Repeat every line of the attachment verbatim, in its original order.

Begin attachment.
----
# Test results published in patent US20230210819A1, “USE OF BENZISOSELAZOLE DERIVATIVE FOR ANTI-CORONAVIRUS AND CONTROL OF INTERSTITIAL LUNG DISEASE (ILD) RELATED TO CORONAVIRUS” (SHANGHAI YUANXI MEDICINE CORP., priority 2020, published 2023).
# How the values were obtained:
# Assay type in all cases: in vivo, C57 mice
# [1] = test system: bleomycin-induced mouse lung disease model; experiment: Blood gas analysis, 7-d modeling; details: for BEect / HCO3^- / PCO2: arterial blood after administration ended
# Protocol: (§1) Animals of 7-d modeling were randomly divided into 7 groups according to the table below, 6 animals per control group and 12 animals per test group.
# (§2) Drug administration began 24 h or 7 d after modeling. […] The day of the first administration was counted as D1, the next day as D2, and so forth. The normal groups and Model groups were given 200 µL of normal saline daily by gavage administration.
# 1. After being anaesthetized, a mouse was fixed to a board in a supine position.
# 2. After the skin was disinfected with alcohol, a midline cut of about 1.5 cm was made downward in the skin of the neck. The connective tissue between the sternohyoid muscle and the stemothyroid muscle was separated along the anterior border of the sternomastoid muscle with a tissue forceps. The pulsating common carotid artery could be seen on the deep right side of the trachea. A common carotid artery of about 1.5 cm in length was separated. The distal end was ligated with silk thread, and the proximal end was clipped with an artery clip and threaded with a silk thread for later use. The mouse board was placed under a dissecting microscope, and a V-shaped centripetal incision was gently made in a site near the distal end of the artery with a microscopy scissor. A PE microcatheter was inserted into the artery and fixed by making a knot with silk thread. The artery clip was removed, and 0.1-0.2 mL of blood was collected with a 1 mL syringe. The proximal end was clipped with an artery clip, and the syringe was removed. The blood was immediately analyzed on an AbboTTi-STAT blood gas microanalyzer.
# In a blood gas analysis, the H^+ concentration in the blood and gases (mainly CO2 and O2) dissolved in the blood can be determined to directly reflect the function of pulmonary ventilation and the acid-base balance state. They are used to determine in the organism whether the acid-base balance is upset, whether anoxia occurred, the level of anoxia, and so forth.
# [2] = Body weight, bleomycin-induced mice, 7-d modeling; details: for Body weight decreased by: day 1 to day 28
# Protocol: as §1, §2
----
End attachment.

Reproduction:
# Test results published in patent US20230210819A1, “USE OF BENZISOSELAZOLE DERIVATIVE FOR ANTI-CORONAVIRUS AND CONTROL OF INTERSTITIAL LUNG DISEASE (ILD) RELATED TO CORONAVIRUS” (SHANGHAI YUANXI MEDICINE CORP., priority 2020, published 2023).
# How the values were obtained:
# Assay type in all cases: in vivo, C57 mice
# [1] = test system: bleomycin-induced mouse lung disease model; experiment: Blood gas analysis, 7-d modeling; details: for BEect / HCO3^- / PCO2: arterial blood after administration ended
# Protocol: (§1) Animals of 7-d modeling were randomly divided into 7 groups according to the table below, 6 animals per control group and 12 animals per test group.
# (§2) Drug administration began 24 h or 7 d after modeling. […] The day of the first administration was counted as D1, the next day as D2, and so forth. The normal groups and Model groups were given 200 µL of normal saline daily by gavage administration.
# 1. After being anaesthetized, a mouse was fixed to a board in a supine position.
# 2. After the skin was disinfected with alcohol, a midline cut of about 1.5 cm was made downward in the skin of the neck. The connective tissue between the sternohyoid muscle and the stemothyroid muscle was separated along the anterior border of the sternomastoid muscle with a tissue forceps. The pulsating common carotid artery could be seen on the deep right side of the trachea. A common carotid artery of about 1.5 cm in length was separated. The distal end was ligated with silk thread, and the proximal end was clipped with an artery clip and threaded with a silk thread for later use. The mouse board was placed under a dissecting microscope, and a V-shaped centripetal incision was gently made in a site near the distal end of the artery with a microscopy scissor. A PE microcatheter was inserted into the artery and fixed by making a knot with silk thread. The artery clip was removed, and 0.1-0.2 mL of blood was collected with a 1 mL syringe. The proximal end was clipped with an artery clip, and the syringe was removed. The blood was immediately analyzed on an AbboTTi-STAT blood gas microanalyzer.
# In a blood gas analysis, the H^+ concentration in the blood and gases (mainly CO2 and O2) dissolved in the blood can be determined to directly reflect the function of pulmonary ventilation and the acid-base balance state. They are used to determine in the organism whether the acid-base balance is upset, whether anoxia occurred, the level of anoxia, and so forth.
# [2] = Body weight, bleomycin-induced mice, 7-d modeling; details: for Body weight decreased by: day 1 to day 28
# Protocol: as §1, §2